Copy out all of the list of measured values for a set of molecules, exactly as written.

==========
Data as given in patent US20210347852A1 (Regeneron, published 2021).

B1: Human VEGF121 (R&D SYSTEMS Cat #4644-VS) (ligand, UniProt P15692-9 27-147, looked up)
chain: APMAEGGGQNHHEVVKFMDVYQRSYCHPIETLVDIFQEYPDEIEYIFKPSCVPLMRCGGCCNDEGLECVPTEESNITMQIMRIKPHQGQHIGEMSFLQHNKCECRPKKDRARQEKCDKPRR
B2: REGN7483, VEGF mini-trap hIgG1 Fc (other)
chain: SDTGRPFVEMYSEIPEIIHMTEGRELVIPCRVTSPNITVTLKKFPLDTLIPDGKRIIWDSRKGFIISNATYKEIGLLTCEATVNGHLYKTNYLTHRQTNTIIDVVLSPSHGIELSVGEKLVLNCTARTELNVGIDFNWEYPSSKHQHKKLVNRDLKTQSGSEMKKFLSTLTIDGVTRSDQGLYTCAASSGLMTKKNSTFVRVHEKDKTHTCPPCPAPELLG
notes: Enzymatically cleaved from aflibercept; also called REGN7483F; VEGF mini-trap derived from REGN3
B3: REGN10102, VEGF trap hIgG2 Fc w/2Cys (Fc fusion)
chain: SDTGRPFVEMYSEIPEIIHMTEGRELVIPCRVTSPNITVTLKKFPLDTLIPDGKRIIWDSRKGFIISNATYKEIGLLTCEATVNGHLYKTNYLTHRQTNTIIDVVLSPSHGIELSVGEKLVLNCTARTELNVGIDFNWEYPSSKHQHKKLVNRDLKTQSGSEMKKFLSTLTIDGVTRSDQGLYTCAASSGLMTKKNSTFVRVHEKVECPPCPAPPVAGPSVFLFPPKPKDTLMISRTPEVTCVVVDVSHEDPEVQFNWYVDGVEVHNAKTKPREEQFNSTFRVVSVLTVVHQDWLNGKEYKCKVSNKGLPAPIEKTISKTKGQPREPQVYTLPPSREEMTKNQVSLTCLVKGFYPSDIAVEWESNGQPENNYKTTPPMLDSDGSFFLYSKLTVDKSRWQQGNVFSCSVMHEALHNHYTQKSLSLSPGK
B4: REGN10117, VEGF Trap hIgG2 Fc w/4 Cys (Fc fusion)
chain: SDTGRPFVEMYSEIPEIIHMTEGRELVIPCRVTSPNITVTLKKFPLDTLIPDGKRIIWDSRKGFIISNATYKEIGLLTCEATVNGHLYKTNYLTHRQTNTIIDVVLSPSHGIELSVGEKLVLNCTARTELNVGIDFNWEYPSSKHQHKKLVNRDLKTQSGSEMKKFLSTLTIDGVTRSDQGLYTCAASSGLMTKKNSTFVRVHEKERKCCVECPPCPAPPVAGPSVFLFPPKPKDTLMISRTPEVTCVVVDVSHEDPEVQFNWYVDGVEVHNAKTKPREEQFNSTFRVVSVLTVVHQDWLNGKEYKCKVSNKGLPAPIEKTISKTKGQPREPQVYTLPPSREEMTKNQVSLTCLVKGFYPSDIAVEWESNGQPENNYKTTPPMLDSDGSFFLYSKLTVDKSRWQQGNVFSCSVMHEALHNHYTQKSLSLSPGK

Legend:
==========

Data as given in patent US20210347852A1 (Regeneron, published 2021).

B1: Human VEGF121 (R&D SYSTEMS Cat #4644-VS) (ligand, UniProt P15692-9 27-147, looked up)
chain: APMAEGGGQNHHEVVKFMDVYQRSYCHPIETLVDIFQEYPDEIEYIFKPSCVPLMRCGGCCNDEGLECVPTEESNITMQIMRIKPHQGQHIGEMSFLQHNKCECRPKKDRARQEKCDKPRR
B2: REGN7483, VEGF mini-trap hIgG1 Fc (other)
chain: SDTGRPFVEMYSEIPEIIHMTEGRELVIPCRVTSPNITVTLKKFPLDTLIPDGKRIIWDSRKGFIISNATYKEIGLLTCEATVNGHLYKTNYLTHRQTNTIIDVVLSPSHGIELSVGEKLVLNCTARTELNVGIDFNWEYPSSKHQHKKLVNRDLKTQSGSEMKKFLSTLTIDGVTRSDQGLYTCAASSGLMTKKNSTFVRVHEKDKTHTCPPCPAPELLG
notes: Enzymatically cleaved from aflibercept; also called REGN7483F; VEGF mini-trap derived from REGN3
B3: REGN10102, VEGF trap hIgG2 Fc w/2Cys (Fc fusion)
chain: SDTGRPFVEMYSEIPEIIHMTEGRELVIPCRVTSPNITVTLKKFPLDTLIPDGKRIIWDSRKGFIISNATYKEIGLLTCEATVNGHLYKTNYLTHRQTNTIIDVVLSPSHGIELSVGEKLVLNCTARTELNVGIDFNWEYPSSKHQHKKLVNRDLKTQSGSEMKKFLSTLTIDGVTRSDQGLYTCAASSGLMTKKNSTFVRVHEKVECPPCPAPPVAGPSVFLFPPKPKDTLMISRTPEVTCVVVDVSHEDPEVQFNWYVDGVEVHNAKTKPREEQFNSTFRVVSVLTVVHQDWLNGKEYKCKVSNKGLPAPIEKTISKTKGQPREPQVYTLPPSREEMTKNQVSLTCLVKGFYPSDIAVEWESNGQPENNYKTTPPMLDSDGSFFLYSKLTVDKSRWQQGNVFSCSVMHEALHNHYTQKSLSLSPGK
B4: REGN10117, VEGF Trap hIgG2 Fc w/4 Cys (Fc fusion)
chain: SDTGRPFVEMYSEIPEIIHMTEGRELVIPCRVTSPNITVTLKKFPLDTLIPDGKRIIWDSRKGFIISNATYKEIGLLTCEATVNGHLYKTNYLTHRQTNTIIDVVLSPSHGIELSVGEKLVLNCTARTELNVGIDFNWEYPSSKHQHKKLVNRDLKTQSGSEMKKFLSTLTIDGVTRSDQGLYTCAASSGLMTKKNSTFVRVHEKERKCCVECPPCPAPPVAGPSVFLFPPKPKDTLMISRTPEVTCVVVDVSHEDPEVQFNWYVDGVEVHNAKTKPREEQFNSTFRVVSVLTVVHQDWLNGKEYKCKVSNKGLPAPIEKTISKTKGQPREPQVYTLPPSREEMTKNQVSLTCLVKGFYPSDIAVEWESNGQPENNYKTTPPMLDSDGSFFLYSKLTVDKSRWQQGNVFSCSVMHEALHNHYTQKSLSLSPGK

Legend: